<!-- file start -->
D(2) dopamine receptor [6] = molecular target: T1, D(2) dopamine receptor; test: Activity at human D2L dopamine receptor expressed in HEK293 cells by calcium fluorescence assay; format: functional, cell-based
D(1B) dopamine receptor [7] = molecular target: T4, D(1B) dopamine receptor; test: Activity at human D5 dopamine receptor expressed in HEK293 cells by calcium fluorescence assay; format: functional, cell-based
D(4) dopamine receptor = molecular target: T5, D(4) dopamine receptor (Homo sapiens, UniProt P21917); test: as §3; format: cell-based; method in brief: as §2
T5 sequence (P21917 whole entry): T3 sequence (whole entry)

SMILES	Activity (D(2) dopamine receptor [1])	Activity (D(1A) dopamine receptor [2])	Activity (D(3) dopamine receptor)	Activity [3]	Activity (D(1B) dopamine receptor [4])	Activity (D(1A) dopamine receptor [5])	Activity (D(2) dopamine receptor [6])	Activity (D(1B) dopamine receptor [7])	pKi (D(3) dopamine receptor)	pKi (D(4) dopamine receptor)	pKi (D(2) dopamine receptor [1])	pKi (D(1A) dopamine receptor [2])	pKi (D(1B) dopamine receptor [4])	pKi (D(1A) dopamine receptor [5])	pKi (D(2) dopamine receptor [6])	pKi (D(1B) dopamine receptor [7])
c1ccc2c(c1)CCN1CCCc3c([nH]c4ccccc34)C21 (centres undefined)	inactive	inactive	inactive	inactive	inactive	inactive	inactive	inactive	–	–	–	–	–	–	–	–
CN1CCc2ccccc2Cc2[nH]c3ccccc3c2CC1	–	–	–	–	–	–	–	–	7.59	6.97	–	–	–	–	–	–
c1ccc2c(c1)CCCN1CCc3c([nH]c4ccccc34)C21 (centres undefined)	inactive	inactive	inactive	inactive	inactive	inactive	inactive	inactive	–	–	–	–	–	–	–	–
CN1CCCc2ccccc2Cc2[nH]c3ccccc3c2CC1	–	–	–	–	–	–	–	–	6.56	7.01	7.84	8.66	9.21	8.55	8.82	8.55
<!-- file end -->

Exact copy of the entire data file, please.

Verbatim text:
D(2) dopamine receptor [6] = molecular target: T1, D(2) dopamine receptor; test: Activity at human D2L dopamine receptor expressed in HEK293 cells by calcium fluorescence assay; format: functional, cell-based
D(1B) dopamine receptor [7] = molecular target: T4, D(1B) dopamine receptor; test: Activity at human D5 dopamine receptor expressed in HEK293 cells by calcium fluorescence assay; format: functional, cell-based
D(4) dopamine receptor = molecular target: T5, D(4) dopamine receptor (Homo sapiens, UniProt P21917); test: as §3; format: cell-based; method in brief: as §2
T5 sequence (P21917 whole entry): T3 sequence (whole entry)

SMILES	Activity (D(2) dopamine receptor [1])	Activity (D(1A) dopamine receptor [2])	Activity (D(3) dopamine receptor)	Activity [3]	Activity (D(1B) dopamine receptor [4])	Activity (D(1A) dopamine receptor [5])	Activity (D(2) dopamine receptor [6])	Activity (D(1B) dopamine receptor [7])	pKi (D(3) dopamine receptor)	pKi (D(4) dopamine receptor)	pKi (D(2) dopamine receptor [1])	pKi (D(1A) dopamine receptor [2])	pKi (D(1B) dopamine receptor [4])	pKi (D(1A) dopamine receptor [5])	pKi (D(2) dopamine receptor [6])	pKi (D(1B) dopamine receptor [7])
c1ccc2c(c1)CCN1CCCc3c([nH]c4ccccc34)C21 (centres undefined)	inactive	inactive	inactive	inactive	inactive	inactive	inactive	inactive	–	–	–	–	–	–	–	–
CN1CCc2ccccc2Cc2[nH]c3ccccc3c2CC1	–	–	–	–	–	–	–	–	7.59	6.97	–	–	–	–	–	–
c1ccc2c(c1)CCCN1CCc3c([nH]c4ccccc34)C21 (centres undefined)	inactive	inactive	inactive	inactive	inactive	inactive	inactive	inactive	–	–	–	–	–	–	–	–
CN1CCCc2ccccc2Cc2[nH]c3ccccc3c2CC1	–	–	–	–	–	–	–	–	6.56	7.01	7.84	8.66	9.21	8.55	8.82	8.55